And, explain to me again, why aren't we in the streets with pitchforks? Well, being told that the problems are our own fault plays a role in keeping people at home and depressed rather than in the streets and angry. And the NYT, where do its interests lie?

Extra bonus points: Count in comments the ways in which the photo is judgemental.


nunya said...

Hello Hecate,

Nice blog you got here. I'll be back to visit :)

dan mcenroe said...

Bed-ridden, sick, marriage troubles - she also sounds like she was depressed and depression can fuck up your impulse control. Again, this is a situation that in other parts of the world wouldn't necessarily lead to financial ruin.

....for BSERI said...

What do you propose to do about the victim blaming herself, Hecate?

We see that a lot in the work that we do with women who have lost a child to adoption. Our solution is education. We maintain a ton of resources and a couple of forums and mailing lists to educate them as to the forces that were arrayed against them.

Sometimes we get through, sometimes we don't. I don't think everyone is educable, myself. I think the self blaming is so much a part of some individual's identity that there is no way (short of years of psycotherapy,) to dislodge it.

The problem with it, besides the obvious personal destruction, is that such people can become poster children for the very forces who fostered her destruction. In this way, she may actively collude in her own destruction.

The very worst of it is : When she does that, it makes it more difficult to reach the women who come after her.

Anonymous said...

thought you might like this though, Hecate
or one of the other similar ones from The Real McCain.
hattip to
Voices of American Sexuality

Aquila ka Hecate said...

Today, the Congress of South African Trades Unions will be out in the streets, en masse.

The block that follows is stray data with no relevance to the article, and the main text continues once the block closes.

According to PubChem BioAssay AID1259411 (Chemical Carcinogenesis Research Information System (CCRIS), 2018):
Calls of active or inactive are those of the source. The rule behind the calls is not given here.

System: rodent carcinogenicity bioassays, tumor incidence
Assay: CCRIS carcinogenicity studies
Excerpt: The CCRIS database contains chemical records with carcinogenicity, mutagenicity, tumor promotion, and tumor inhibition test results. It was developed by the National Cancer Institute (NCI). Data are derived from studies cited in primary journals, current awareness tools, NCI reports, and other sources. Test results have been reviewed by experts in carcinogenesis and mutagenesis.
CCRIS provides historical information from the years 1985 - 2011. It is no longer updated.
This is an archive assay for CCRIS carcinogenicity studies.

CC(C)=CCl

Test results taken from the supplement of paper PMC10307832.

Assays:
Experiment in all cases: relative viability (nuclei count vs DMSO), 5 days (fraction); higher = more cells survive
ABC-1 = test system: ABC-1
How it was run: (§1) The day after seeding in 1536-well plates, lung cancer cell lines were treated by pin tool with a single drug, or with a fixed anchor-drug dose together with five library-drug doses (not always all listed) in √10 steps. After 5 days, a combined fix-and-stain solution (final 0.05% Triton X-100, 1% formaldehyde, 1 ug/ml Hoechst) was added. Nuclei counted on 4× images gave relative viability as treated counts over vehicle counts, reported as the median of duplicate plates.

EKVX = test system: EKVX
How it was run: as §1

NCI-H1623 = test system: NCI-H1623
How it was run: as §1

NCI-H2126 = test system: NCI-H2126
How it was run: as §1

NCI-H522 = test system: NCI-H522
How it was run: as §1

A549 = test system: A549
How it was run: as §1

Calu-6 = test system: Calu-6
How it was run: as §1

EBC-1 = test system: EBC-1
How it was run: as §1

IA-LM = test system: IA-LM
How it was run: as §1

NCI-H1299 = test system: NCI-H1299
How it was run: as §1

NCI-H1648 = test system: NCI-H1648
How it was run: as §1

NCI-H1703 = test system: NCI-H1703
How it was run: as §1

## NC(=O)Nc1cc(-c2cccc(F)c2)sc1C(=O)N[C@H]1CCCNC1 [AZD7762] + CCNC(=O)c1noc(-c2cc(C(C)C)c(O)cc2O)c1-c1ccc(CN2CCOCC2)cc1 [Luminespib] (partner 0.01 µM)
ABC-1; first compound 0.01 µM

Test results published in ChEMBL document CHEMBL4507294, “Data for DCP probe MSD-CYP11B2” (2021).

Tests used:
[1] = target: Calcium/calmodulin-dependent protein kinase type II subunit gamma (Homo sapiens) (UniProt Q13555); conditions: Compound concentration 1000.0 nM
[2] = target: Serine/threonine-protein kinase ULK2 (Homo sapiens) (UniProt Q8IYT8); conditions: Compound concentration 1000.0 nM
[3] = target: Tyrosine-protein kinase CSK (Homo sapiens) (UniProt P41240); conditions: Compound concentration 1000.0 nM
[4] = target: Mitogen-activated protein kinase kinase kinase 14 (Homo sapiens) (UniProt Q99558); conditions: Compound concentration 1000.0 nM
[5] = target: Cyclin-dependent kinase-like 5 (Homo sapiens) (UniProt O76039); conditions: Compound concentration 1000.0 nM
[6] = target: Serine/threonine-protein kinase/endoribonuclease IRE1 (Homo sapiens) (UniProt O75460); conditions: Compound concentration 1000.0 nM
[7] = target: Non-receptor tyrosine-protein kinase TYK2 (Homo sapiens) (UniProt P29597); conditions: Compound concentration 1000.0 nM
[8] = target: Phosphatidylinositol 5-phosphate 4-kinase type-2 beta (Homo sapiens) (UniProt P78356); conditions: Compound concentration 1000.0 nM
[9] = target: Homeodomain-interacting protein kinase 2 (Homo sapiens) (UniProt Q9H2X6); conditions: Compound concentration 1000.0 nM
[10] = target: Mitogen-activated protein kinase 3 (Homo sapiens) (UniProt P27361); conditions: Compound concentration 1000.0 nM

We're also sick of being told it's our fault by the electrcity company, the government and various other lackies of the system.

I'm not a COSATU member, unfortunately, but I'm cheering for them.

Terri in Joburg

crowsfoxes said...

Hillary said it best -- all of us are one job loss, one medical crisis, one divorce/death of a spouse away from financial ruin. As for the comments regarding the woman's size, try being laid up unable to exercise and see how svelte you become. Goddess help us all.

Anonymous said...

Women, set up a financial plan, hire experts to work with you, cut out all unnecessary purchases until you have one year of fixed expenses saved. Do it now!

Don't wait around and NOT fund 401(k) plans or IRAs!

I hate this I am a victim thing.

Working in finance for a couple of decades, it really is hard to get women to pay attention. "Oh my husband handles all that," is an answer I still get from women and this is 2008!

We have more financial info available than at any time in history, and disaster does happen. People get sick, emergencies happen.

No one I work with stays stuck in a low wage job for more than a year! We move on and negotiate up.

Money is not passive, it is a lifetime art, one women have got to go out and learn, and stop waiting until it is too late.

Nancy said...

visiting nurses are not a thing of the past. i am one. we keep people out of hospitals and nursing homes. i like my job.

Anne Johnson said...

At my school we preach the evils of credit cards from grades 9-12. The textbooks we use for business and workplace readiness are pretty straightforward on the subject. But I teach at a Vo-Tech, kids from a poor city. They've seen family and friends deal with this issue. They're pretty savvy.